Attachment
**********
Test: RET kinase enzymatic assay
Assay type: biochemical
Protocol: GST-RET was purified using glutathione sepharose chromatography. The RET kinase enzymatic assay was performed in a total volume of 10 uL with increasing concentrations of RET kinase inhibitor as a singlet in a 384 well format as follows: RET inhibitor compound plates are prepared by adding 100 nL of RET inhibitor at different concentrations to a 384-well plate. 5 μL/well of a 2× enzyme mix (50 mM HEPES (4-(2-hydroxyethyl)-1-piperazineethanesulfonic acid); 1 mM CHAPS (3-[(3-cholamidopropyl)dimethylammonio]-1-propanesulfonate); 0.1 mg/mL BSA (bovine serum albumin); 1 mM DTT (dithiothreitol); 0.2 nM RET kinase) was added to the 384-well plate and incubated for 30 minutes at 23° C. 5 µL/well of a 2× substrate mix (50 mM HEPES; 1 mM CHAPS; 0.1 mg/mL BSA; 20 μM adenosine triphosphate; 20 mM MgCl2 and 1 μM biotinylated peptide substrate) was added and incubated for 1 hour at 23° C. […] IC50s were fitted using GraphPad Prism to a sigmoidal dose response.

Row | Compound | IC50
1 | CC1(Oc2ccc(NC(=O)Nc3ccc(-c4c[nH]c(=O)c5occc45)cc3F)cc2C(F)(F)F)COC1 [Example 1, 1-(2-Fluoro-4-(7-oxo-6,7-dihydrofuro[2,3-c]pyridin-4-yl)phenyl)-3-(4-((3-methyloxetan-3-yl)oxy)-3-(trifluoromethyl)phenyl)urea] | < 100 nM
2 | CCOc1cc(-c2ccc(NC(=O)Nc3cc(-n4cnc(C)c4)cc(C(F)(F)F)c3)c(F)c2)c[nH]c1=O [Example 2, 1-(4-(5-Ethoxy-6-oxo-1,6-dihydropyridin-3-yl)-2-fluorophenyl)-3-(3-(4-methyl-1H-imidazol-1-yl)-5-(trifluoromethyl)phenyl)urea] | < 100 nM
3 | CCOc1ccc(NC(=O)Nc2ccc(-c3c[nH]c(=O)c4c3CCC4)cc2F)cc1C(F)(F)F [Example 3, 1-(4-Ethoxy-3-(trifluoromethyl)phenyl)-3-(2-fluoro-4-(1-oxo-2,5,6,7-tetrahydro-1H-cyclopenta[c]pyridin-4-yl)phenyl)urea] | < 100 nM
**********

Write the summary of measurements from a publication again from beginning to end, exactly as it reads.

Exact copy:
Test: RET kinase enzymatic assay
Assay type: biochemical
Protocol: GST-RET was purified using glutathione sepharose chromatography. The RET kinase enzymatic assay was performed in a total volume of 10 uL with increasing concentrations of RET kinase inhibitor as a singlet in a 384 well format as follows: RET inhibitor compound plates are prepared by adding 100 nL of RET inhibitor at different concentrations to a 384-well plate. 5 μL/well of a 2× enzyme mix (50 mM HEPES (4-(2-hydroxyethyl)-1-piperazineethanesulfonic acid); 1 mM CHAPS (3-[(3-cholamidopropyl)dimethylammonio]-1-propanesulfonate); 0.1 mg/mL BSA (bovine serum albumin); 1 mM DTT (dithiothreitol); 0.2 nM RET kinase) was added to the 384-well plate and incubated for 30 minutes at 23° C. 5 µL/well of a 2× substrate mix (50 mM HEPES; 1 mM CHAPS; 0.1 mg/mL BSA; 20 μM adenosine triphosphate; 20 mM MgCl2 and 1 μM biotinylated peptide substrate) was added and incubated for 1 hour at 23° C. […] IC50s were fitted using GraphPad Prism to a sigmoidal dose response.

Row | Compound | IC50
1 | CC1(Oc2ccc(NC(=O)Nc3ccc(-c4c[nH]c(=O)c5occc45)cc3F)cc2C(F)(F)F)COC1 [Example 1, 1-(2-Fluoro-4-(7-oxo-6,7-dihydrofuro[2,3-c]pyridin-4-yl)phenyl)-3-(4-((3-methyloxetan-3-yl)oxy)-3-(trifluoromethyl)phenyl)urea] | < 100 nM
2 | CCOc1cc(-c2ccc(NC(=O)Nc3cc(-n4cnc(C)c4)cc(C(F)(F)F)c3)c(F)c2)c[nH]c1=O [Example 2, 1-(4-(5-Ethoxy-6-oxo-1,6-dihydropyridin-3-yl)-2-fluorophenyl)-3-(3-(4-methyl-1H-imidazol-1-yl)-5-(trifluoromethyl)phenyl)urea] | < 100 nM
3 | CCOc1ccc(NC(=O)Nc2ccc(-c3c[nH]c(=O)c4c3CCC4)cc2F)cc1C(F)(F)F [Example 3, 1-(4-Ethoxy-3-(trifluoromethyl)phenyl)-3-(2-fluoro-4-(1-oxo-2,5,6,7-tetrahydro-1H-cyclopenta[c]pyridin-4-yl)phenyl)urea] | < 100 nM